Today is day four of ALS Awareness month, and we are sharing Chad Keenan's story and how he succeeded in #MakingitPossible to go to Vegas and watch the Knights in the playoffs! Read his story below.
"What happens in Vegas… simply must be shared!
My ALS related symptoms started slowly, progressed over many months, and this past year impacted my activity levels to the point of frustration. It was early in May 2018, age 42, that I was officially diagnosed with ALS. By that time, my active routine of coaching both of my daughters’ soccer teams, providing assistance to my 85 year old grandmother with vision loss, and living la Vida loco travelling with family, hiking, biking, watersports and choosing stairs over elevators, was being replaced by a sedentary existence.
It feels better to know the beast within. While the emotion of being diagnosed with ALS is best described by the expletive rant of a drunken sailor, putting a label to my degenerating health issues, has been a re-launching point of perspective and appreciation. Days after sharing my diagnosis with family and friends, my best bud Kyle sent me a text, asking if I am keen to fly with him to Las Vegas later that week to watch playoff hockey; his favourite NHL team the Winnipeg Jets take on the Vegas Knights. YES, is what I instantly wanted to respond, but I did not. In my head, I questioned how I was going to physically take such a trip. Earlier this year, I regrettably cancelled a long awaited vacation with my family, thinking my physical limitations of being on crutches, exhausted all the time, unbalanced and frequently falling, would nullify any enjoyment of the trip for myself and those with me. How would I be able to enjoy Vegas? Kyle was unwavering in his commitment to make it work, push me everywhere in a wheelchair and do up my buttons if need-be. My family was supportive and encouraging, and then the final piece of the puzzle presented itself.
Having only been diagnosed with ALS the week prior, my rather empty schedule had quickly filled up with visits to the Neuro-Science team at the South Health Campus in Calgary, along with home visits and telephone conversations with ALS Clinic representatives from Alberta Health Services and representatives from the ALS Society. Where initially my family and I began to muddle through imagining how best to move forward and cope with my diagnosis, a team of support joined us!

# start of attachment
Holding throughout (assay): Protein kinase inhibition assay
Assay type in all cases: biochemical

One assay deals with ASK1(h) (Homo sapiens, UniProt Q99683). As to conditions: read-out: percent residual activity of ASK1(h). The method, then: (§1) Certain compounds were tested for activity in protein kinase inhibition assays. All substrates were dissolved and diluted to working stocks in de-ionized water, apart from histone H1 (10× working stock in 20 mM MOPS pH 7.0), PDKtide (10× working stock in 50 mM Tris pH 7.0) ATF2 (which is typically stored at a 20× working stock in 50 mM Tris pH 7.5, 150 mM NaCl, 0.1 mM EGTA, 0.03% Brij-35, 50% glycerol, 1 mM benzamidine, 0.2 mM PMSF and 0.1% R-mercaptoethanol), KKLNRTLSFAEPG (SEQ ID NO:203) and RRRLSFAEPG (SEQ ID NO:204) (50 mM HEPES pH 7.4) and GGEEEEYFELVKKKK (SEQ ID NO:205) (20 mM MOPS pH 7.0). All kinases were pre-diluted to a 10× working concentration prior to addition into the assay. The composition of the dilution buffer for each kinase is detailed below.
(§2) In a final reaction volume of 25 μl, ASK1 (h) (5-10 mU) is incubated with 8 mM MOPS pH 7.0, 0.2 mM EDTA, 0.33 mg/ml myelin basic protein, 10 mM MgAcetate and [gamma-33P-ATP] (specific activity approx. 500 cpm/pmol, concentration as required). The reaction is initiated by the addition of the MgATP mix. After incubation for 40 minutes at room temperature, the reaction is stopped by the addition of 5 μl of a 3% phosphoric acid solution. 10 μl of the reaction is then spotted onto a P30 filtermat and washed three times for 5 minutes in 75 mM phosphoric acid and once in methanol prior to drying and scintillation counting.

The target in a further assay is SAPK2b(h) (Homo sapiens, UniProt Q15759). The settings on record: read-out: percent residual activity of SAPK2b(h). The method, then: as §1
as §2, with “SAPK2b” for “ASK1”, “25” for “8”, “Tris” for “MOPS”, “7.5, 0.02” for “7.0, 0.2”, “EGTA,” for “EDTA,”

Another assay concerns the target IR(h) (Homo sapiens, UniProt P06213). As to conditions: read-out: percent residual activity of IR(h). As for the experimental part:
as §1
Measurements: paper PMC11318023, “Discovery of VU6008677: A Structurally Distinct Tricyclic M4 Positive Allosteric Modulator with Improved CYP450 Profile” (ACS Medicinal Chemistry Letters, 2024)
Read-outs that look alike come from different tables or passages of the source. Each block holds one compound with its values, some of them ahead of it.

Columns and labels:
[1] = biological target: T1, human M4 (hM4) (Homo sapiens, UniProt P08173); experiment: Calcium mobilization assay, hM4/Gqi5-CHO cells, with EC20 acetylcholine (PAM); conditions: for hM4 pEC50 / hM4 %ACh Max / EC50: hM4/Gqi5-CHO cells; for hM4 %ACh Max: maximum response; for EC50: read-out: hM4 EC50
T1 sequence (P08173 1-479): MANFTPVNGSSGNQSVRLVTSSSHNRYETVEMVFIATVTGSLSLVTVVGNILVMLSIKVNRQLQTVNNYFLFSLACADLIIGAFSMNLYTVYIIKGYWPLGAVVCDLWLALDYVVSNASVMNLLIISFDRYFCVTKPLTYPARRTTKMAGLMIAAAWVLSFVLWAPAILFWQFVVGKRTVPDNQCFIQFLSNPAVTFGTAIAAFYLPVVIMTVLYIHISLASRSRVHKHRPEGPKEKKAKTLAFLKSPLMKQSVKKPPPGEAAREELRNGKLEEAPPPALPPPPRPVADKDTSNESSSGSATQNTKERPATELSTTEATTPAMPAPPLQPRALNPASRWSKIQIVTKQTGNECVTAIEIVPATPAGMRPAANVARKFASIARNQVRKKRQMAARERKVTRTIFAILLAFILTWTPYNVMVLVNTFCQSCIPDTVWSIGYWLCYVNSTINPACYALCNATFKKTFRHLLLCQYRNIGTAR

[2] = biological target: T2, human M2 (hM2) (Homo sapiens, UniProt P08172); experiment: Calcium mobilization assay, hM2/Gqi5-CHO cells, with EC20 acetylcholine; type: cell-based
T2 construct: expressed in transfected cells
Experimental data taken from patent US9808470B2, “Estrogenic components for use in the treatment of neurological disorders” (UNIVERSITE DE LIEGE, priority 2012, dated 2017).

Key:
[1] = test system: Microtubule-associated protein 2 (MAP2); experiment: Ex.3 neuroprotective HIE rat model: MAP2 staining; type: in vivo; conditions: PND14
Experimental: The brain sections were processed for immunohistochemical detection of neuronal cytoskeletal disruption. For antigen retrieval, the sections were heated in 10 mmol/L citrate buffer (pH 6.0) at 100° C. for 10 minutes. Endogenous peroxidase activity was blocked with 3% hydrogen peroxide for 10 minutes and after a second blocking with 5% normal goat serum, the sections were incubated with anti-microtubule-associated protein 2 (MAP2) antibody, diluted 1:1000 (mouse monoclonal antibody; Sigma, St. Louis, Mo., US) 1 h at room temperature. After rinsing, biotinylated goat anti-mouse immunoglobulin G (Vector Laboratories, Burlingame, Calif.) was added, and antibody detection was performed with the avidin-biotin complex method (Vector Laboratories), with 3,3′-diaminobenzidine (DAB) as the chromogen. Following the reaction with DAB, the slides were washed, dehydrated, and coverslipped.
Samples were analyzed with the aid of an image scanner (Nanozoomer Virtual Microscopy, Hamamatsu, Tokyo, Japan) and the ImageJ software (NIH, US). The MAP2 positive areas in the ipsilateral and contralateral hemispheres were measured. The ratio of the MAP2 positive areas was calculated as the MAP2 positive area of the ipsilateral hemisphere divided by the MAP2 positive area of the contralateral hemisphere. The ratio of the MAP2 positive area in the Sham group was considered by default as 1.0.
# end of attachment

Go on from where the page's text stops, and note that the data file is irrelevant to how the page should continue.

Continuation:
Like a timely entrance of a movie action hero, Leslie and her colleagues with the ALS Society, upon hearing of my Vegas trepidation, offered me a motorized scooter. I had not thought of utilizing a scooter. Leslie promptly delivered the scooter to me at home. Later that day, for the first time in ages, I experienced an unassisted neighbourhood walk/scoot. It was so freeing; the motorized scooter enabled me to re-gain independence. I was looking forward to Vegas!
Now for those that don’t know, Las Vegas is super accessible for wheelchairs and scooters. Ramps and elevators everywhere to take you up and over streets, around stairs, and into shows and the newly built T-Mobile Arena where the Vegas Knights play. We enjoyed the hockey game, watched shows, toured the sights and sounds of Vegas from one end of the strip to another, and even travelled via taxi and Uber to and from the airport, thanks to the portability of the scooter dismantling and assembling in less than a minute. Amazing!
I was emotionally touched by the ALS Society for providing me with a scooter. I continue to appreciate their support in improving the accessibility of my home. The ALS Society makes it possible for me to overcome challenges and better enjoy those all too precious moments in life with my family and friends.
With sincere thanks, Chad."